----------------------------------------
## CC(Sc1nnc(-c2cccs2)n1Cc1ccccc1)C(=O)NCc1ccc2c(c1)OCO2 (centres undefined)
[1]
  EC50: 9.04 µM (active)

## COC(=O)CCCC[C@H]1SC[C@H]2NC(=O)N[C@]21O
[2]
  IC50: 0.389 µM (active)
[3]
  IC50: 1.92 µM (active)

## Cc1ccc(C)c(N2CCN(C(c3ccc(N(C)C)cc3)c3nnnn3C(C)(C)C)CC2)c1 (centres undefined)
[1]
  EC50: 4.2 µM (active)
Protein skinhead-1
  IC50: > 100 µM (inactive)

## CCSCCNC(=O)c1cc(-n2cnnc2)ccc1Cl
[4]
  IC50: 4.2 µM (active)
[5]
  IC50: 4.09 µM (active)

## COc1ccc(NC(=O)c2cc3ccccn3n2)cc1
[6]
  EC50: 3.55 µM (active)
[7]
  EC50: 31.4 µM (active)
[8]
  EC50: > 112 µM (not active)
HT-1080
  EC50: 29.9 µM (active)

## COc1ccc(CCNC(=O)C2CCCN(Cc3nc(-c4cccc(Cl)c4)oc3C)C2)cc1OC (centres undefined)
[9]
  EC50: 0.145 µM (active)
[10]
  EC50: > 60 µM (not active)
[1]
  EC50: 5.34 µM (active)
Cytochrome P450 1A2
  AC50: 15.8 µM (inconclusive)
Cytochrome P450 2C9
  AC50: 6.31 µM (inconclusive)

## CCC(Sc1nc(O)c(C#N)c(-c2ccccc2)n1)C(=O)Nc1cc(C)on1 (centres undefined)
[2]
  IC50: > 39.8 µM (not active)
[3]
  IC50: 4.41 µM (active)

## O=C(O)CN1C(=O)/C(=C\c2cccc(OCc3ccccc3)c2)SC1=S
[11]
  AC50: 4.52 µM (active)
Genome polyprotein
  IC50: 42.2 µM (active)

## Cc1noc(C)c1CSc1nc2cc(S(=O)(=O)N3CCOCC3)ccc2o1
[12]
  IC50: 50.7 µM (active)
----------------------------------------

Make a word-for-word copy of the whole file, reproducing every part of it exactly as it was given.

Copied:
## CC(Sc1nnc(-c2cccs2)n1Cc1ccccc1)C(=O)NCc1ccc2c(c1)OCO2 (centres undefined)
[1]
  EC50: 9.04 µM (active)

## COC(=O)CCCC[C@H]1SC[C@H]2NC(=O)N[C@]21O
[2]
  IC50: 0.389 µM (active)
[3]
  IC50: 1.92 µM (active)

## Cc1ccc(C)c(N2CCN(C(c3ccc(N(C)C)cc3)c3nnnn3C(C)(C)C)CC2)c1 (centres undefined)
[1]
  EC50: 4.2 µM (active)
Protein skinhead-1
  IC50: > 100 µM (inactive)

## CCSCCNC(=O)c1cc(-n2cnnc2)ccc1Cl
[4]
  IC50: 4.2 µM (active)
[5]
  IC50: 4.09 µM (active)

## COc1ccc(NC(=O)c2cc3ccccn3n2)cc1
[6]
  EC50: 3.55 µM (active)
[7]
  EC50: 31.4 µM (active)
[8]
  EC50: > 112 µM (not active)
HT-1080
  EC50: 29.9 µM (active)

## COc1ccc(CCNC(=O)C2CCCN(Cc3nc(-c4cccc(Cl)c4)oc3C)C2)cc1OC (centres undefined)
[9]
  EC50: 0.145 µM (active)
[10]
  EC50: > 60 µM (not active)
[1]
  EC50: 5.34 µM (active)
Cytochrome P450 1A2
  AC50: 15.8 µM (inconclusive)
Cytochrome P450 2C9
  AC50: 6.31 µM (inconclusive)

## CCC(Sc1nc(O)c(C#N)c(-c2ccccc2)n1)C(=O)Nc1cc(C)on1 (centres undefined)
[2]
  IC50: > 39.8 µM (not active)
[3]
  IC50: 4.41 µM (active)

## O=C(O)CN1C(=O)/C(=C\c2cccc(OCc3ccccc3)c2)SC1=S
[11]
  AC50: 4.52 µM (active)
Genome polyprotein
  IC50: 42.2 µM (active)

## Cc1noc(C)c1CSc1nc2cc(S(=O)(=O)N3CCOCC3)ccc2o1
[12]
  IC50: 50.7 µM (active)